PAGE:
Simple binary classification with Tensorflow and Keras

#blog #howto #python #tensorflow #ml #maschine learning #keras

This is the first of - hopefully - a lot of Tensorflow/Keras tutorials I will write on this blog. In this first - very simple - example I will demonstrate how to use Tensorflow and Keras to train and use a model to predict if an IMDB movie review is positiv or negative. We will use the IMDB dataset for this, prepare the training data, so we can use it to train the model, and finally make predictions on data the model has never seen before.

Prequesites

I assume that you have basic knowledge in Python and also that you have installed Tensorflow correctly. If you don’t, please do that first. The Tensorflow website has great tutorials on how to setup Tensorflow on your operating system. Also I am currently using Tensorflow version 2.7.0, so all examples were also developed and tested using this version. They will most likely also work on newer version, but if you run into any problems you might have to adapt the examples a little bit to make them work on the version you are using.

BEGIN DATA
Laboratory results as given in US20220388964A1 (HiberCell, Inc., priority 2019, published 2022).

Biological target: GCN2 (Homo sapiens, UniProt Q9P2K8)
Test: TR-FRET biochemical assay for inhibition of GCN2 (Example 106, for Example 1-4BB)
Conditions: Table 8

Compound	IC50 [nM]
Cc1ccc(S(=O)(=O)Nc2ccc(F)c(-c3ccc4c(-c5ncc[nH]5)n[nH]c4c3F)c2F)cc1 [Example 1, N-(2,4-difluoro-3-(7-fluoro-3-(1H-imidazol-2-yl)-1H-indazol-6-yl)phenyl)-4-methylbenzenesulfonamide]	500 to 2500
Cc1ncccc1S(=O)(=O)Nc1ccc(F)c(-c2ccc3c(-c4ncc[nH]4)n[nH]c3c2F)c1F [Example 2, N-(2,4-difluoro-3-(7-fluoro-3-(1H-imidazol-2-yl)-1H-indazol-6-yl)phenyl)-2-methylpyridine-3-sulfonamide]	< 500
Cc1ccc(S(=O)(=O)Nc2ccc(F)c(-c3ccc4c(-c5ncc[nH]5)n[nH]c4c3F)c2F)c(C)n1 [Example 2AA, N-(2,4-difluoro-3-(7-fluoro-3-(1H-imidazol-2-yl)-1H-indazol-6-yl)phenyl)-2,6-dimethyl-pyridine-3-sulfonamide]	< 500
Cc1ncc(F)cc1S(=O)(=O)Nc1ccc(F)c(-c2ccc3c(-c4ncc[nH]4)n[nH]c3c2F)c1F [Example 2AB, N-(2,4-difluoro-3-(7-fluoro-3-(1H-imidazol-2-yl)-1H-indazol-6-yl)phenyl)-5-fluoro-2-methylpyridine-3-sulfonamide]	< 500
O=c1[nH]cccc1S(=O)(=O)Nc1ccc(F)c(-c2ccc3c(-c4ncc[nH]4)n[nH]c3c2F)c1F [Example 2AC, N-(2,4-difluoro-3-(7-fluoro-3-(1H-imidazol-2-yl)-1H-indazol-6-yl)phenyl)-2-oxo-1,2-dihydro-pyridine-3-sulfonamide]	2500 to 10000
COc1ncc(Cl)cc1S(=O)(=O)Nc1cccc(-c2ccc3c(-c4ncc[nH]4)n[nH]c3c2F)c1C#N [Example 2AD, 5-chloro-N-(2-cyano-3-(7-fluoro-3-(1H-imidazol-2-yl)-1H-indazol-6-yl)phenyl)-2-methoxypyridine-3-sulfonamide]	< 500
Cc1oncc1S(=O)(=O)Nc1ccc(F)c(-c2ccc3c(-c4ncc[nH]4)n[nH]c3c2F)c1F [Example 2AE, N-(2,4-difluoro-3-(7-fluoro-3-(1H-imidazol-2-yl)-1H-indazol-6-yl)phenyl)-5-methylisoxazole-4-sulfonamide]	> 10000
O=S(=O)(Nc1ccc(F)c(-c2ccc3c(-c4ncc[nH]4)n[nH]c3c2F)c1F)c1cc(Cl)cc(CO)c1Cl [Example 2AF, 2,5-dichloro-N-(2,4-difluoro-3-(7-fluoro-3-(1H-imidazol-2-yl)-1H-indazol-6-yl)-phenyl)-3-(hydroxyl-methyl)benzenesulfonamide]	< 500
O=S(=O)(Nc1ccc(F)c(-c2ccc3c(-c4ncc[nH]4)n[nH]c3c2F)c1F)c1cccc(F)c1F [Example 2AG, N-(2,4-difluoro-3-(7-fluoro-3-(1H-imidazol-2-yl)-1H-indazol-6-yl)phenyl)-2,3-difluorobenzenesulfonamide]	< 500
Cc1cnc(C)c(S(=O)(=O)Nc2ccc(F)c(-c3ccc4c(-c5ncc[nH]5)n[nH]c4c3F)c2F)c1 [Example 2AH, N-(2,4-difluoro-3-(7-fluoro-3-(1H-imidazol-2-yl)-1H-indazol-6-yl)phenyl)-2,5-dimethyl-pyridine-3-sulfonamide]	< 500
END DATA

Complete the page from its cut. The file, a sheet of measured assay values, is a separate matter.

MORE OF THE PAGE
The training data

First of all we have to load the training data. We will use the IMDB movie review dataset, which we can simply import like this:

from tensorflow.keras.datasets import imdb

The dataset consists of 25.000 reviews for training and 25.000 reviews for testing. It also contains a label for each review, which is telling us if the review is positive or negative. So we have 4 lists with 25.000 entries. Two of them containing the review text and the other two contain the label, positive or negative, for each review at the same index. This is why we use a binary classification here, we only have to predict if it is positive or not, 1 or 0. Now let’s load the data into the four lists we were just talking about, but we will use only the 10000 most frequent used words, because words that are used not often, like once or twice, do not help us to classify the reviews.